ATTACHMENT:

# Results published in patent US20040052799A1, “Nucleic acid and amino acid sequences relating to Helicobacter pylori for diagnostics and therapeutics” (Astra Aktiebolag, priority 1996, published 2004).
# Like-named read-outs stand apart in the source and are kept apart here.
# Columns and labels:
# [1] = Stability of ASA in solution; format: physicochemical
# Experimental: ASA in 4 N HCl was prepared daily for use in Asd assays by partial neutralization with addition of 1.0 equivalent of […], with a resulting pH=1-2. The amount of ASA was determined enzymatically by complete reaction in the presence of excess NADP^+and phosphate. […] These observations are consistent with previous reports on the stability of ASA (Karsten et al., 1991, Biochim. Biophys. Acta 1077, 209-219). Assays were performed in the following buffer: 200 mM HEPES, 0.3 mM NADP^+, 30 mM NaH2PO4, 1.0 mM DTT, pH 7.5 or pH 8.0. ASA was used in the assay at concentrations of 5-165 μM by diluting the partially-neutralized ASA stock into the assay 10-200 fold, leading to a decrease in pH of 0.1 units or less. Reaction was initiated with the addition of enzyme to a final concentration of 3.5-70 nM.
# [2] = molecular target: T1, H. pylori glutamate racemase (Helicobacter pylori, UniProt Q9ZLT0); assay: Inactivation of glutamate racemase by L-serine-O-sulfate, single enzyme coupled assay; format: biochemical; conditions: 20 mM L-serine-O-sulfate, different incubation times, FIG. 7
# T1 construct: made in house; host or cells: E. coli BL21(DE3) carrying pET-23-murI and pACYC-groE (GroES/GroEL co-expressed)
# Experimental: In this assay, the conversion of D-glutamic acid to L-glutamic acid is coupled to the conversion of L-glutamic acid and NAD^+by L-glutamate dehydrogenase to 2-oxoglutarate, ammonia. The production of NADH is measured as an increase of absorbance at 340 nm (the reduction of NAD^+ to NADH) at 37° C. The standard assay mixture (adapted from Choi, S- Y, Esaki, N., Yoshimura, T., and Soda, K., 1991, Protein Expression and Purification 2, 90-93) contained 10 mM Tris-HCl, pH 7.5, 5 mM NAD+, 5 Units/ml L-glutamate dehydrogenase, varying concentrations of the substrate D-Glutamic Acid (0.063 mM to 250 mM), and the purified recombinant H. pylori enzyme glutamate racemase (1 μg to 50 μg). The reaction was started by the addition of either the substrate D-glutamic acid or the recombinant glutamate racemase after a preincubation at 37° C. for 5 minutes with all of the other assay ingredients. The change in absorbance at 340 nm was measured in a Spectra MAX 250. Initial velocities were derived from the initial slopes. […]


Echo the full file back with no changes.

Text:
# Results published in patent US20040052799A1, “Nucleic acid and amino acid sequences relating to Helicobacter pylori for diagnostics and therapeutics” (Astra Aktiebolag, priority 1996, published 2004).
# Like-named read-outs stand apart in the source and are kept apart here.
# Columns and labels:
# [1] = Stability of ASA in solution; format: physicochemical
# Experimental: ASA in 4 N HCl was prepared daily for use in Asd assays by partial neutralization with addition of 1.0 equivalent of […], with a resulting pH=1-2. The amount of ASA was determined enzymatically by complete reaction in the presence of excess NADP^+and phosphate. […] These observations are consistent with previous reports on the stability of ASA (Karsten et al., 1991, Biochim. Biophys. Acta 1077, 209-219). Assays were performed in the following buffer: 200 mM HEPES, 0.3 mM NADP^+, 30 mM NaH2PO4, 1.0 mM DTT, pH 7.5 or pH 8.0. ASA was used in the assay at concentrations of 5-165 μM by diluting the partially-neutralized ASA stock into the assay 10-200 fold, leading to a decrease in pH of 0.1 units or less. Reaction was initiated with the addition of enzyme to a final concentration of 3.5-70 nM.
# [2] = molecular target: T1, H. pylori glutamate racemase (Helicobacter pylori, UniProt Q9ZLT0); assay: Inactivation of glutamate racemase by L-serine-O-sulfate, single enzyme coupled assay; format: biochemical; conditions: 20 mM L-serine-O-sulfate, different incubation times, FIG. 7
# T1 construct: made in house; host or cells: E. coli BL21(DE3) carrying pET-23-murI and pACYC-groE (GroES/GroEL co-expressed)
# Experimental: In this assay, the conversion of D-glutamic acid to L-glutamic acid is coupled to the conversion of L-glutamic acid and NAD^+by L-glutamate dehydrogenase to 2-oxoglutarate, ammonia. The production of NADH is measured as an increase of absorbance at 340 nm (the reduction of NAD^+ to NADH) at 37° C. The standard assay mixture (adapted from Choi, S- Y, Esaki, N., Yoshimura, T., and Soda, K., 1991, Protein Expression and Purification 2, 90-93) contained 10 mM Tris-HCl, pH 7.5, 5 mM NAD+, 5 Units/ml L-glutamate dehydrogenase, varying concentrations of the substrate D-Glutamic Acid (0.063 mM to 250 mM), and the purified recombinant H. pylori enzyme glutamate racemase (1 μg to 50 μg). The reaction was started by the addition of either the substrate D-glutamic acid or the recombinant glutamate racemase after a preincubation at 37° C. for 5 minutes with all of the other assay ingredients. The change in absorbance at 340 nm was measured in a Spectra MAX 250. Initial velocities were derived from the initial slopes. […]